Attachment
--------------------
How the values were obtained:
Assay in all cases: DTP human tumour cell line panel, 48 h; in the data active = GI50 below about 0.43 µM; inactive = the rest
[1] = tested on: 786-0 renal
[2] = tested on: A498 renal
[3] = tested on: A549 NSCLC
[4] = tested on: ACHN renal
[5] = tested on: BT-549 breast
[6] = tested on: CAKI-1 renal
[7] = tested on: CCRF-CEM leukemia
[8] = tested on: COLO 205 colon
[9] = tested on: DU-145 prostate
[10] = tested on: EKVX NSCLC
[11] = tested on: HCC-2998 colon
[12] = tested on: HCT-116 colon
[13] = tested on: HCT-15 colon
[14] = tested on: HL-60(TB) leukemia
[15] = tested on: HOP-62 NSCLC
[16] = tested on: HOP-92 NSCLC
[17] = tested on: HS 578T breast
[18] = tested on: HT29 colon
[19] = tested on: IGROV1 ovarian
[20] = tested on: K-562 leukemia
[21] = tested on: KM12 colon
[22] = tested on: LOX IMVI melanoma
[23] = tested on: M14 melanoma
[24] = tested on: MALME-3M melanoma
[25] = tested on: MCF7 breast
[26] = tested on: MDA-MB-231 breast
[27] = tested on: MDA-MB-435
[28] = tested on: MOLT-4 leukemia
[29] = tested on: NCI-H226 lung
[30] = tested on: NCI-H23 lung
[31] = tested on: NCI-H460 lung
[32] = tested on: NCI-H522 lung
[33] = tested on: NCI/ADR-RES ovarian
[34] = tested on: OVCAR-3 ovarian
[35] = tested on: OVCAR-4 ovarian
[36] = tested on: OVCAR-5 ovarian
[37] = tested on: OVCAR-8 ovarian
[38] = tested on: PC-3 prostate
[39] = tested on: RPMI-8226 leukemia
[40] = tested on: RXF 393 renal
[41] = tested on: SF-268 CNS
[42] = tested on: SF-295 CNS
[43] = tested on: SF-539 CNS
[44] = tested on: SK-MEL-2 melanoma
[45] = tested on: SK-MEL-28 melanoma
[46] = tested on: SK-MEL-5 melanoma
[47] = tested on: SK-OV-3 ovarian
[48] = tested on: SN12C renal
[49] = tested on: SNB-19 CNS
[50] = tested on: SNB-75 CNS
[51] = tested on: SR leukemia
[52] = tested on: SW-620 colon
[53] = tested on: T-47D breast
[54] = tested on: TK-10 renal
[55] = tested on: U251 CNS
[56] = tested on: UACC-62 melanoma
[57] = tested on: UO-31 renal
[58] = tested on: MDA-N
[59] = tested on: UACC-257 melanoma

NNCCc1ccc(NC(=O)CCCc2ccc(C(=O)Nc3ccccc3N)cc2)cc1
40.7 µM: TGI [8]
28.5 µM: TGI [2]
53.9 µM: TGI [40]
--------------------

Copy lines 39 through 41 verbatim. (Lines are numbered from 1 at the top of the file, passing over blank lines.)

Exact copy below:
[37] = tested on: OVCAR-8 ovarian
[38] = tested on: PC-3 prostate
[39] = tested on: RPMI-8226 leukemia